- Business continuity and succession planning often are lacking.
- Even a great long-term strategic and risk mitigation plan can fail when plans don't include backup training and succession. Most often, you see this problem when a business has grown from a mom-and-pop type operation into a much larger organization. The founder may intuitively know when to buy or sell or lay out risk, but he has not adequately documented the strategies or trained others.
It has happened that someone is killed in a car accident and other partners in the firm don't even know where the checkbook is. Of course, it's not usually that bad, but there is a lot of information about contracts, leases and other dealings that needs to be integrated with purchasing, selling and hedging strategies.
- Producers rely too much on unofficial advisers and brokers.
Relying on any individual for continuing guidance on purchasing and hedging decisions can create the risk of losing that capability if the person were to move on. Brokers, for instance, may retire, take a new position, move away and so on. The problem is the next person may not do as good a job.
Unofficial advisers, in particular, often are people like a family member, a trusted brother-in-law, somebody who works at a local firm that you buy your grain from. You may like that person on a personal level, but he isn't really doing a good job. In a small community or in a small industry it’s pretty hard to replace someone without losing a friend or creating some animosity.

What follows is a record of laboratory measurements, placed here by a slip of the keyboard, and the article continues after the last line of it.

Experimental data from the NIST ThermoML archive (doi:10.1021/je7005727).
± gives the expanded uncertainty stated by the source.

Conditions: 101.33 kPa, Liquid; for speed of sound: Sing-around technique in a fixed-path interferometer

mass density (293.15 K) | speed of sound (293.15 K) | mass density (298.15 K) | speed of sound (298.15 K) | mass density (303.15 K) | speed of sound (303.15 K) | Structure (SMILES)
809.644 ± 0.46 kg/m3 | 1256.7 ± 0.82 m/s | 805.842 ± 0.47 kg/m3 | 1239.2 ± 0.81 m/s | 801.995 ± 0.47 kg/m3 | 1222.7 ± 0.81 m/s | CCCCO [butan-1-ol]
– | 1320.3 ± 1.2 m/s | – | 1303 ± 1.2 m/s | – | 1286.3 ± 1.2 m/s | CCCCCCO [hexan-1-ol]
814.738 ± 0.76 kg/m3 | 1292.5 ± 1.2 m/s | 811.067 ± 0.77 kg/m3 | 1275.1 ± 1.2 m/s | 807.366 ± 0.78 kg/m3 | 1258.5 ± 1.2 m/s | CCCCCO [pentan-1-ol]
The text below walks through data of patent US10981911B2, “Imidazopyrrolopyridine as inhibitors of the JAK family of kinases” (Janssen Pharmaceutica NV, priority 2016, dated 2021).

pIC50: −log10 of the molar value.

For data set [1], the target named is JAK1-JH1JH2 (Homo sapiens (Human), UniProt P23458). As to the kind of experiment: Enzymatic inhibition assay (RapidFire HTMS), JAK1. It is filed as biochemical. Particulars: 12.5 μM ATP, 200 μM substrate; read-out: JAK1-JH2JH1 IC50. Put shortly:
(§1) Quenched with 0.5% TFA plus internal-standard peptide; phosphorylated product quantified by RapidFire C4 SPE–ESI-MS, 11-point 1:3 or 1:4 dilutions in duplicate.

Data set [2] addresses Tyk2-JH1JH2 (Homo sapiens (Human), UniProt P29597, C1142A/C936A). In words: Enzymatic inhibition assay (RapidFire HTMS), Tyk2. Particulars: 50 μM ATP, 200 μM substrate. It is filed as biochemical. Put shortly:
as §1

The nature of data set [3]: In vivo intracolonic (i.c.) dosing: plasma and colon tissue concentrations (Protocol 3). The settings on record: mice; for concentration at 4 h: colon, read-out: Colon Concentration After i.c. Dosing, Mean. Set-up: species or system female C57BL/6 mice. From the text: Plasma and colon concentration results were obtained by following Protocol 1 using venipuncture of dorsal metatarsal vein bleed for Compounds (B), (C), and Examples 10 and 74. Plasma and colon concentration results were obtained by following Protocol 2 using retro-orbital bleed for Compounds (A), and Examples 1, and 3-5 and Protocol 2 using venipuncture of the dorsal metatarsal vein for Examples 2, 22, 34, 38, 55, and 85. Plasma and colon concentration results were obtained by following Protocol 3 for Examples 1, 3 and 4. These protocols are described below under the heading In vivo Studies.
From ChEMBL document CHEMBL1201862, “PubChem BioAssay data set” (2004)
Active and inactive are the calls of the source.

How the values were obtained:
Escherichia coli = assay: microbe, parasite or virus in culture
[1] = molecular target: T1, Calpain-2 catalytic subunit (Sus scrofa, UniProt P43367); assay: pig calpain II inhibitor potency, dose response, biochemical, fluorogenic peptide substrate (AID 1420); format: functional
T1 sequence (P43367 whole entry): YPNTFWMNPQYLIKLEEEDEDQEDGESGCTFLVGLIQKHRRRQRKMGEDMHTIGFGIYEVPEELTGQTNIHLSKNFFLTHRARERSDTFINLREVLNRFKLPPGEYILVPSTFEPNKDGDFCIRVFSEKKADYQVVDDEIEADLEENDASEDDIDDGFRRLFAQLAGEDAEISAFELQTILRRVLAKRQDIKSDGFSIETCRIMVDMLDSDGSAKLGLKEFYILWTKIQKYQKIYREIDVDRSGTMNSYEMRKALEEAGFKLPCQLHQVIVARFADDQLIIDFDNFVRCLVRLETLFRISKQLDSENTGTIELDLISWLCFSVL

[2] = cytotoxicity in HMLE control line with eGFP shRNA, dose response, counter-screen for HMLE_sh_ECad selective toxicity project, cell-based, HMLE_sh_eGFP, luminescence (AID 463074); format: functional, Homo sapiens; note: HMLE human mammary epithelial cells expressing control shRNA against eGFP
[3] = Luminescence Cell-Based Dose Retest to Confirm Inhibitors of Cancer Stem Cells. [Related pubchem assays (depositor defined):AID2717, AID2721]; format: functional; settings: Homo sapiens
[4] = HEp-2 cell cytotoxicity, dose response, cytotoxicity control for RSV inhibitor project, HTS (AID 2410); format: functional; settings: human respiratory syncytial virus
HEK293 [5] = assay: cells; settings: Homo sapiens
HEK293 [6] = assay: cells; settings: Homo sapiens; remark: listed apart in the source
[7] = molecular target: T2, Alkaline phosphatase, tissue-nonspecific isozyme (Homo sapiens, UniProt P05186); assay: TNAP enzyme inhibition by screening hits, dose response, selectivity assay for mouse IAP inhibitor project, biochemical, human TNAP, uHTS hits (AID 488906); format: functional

A stronger strategy is to build institutional knowledge within your firm. That may require working with someone to develop your skills and understanding and to help develop a plan for what to do and how to do it for managing risk, but also ensuring that you can build continuity for your firm in analyzing and acting on data you can collect.
- To protect their own interests, lenders will force businesses to lock in prices at the wrong time.
Sometimes businesses go from being pretty solid, operating profitably, and then the next year the margins go down and they have a break-even or small profit or small loss. At this point, the bank is thinking: “Oh, this is OK, they still have a lot of equity.” Then, the third year things kind of really go bad, and the bank looks at it and says: “Geez, if the trend continues they’re not even going to be able to pay us back.” Then, right at about the worst time, before the industry turns profitable, they go in and force them to price a lot of products and lock in very minimal margins right before they could have seen things turn around.
For processors, grain elevators, farmers and others anytime you start getting to a point at which the bank is telling you what to do usually what you’re doing is not right. Part of the strategy here is to keep looking ahead. If you’re making good operating profits, then, are you reducing debt, are you putting in some smart investments, or are you pulling it all out in dividends? Businesses that have succeeded over time recognize and use this cyclical nature of agribusiness to their advantage to survive lean times.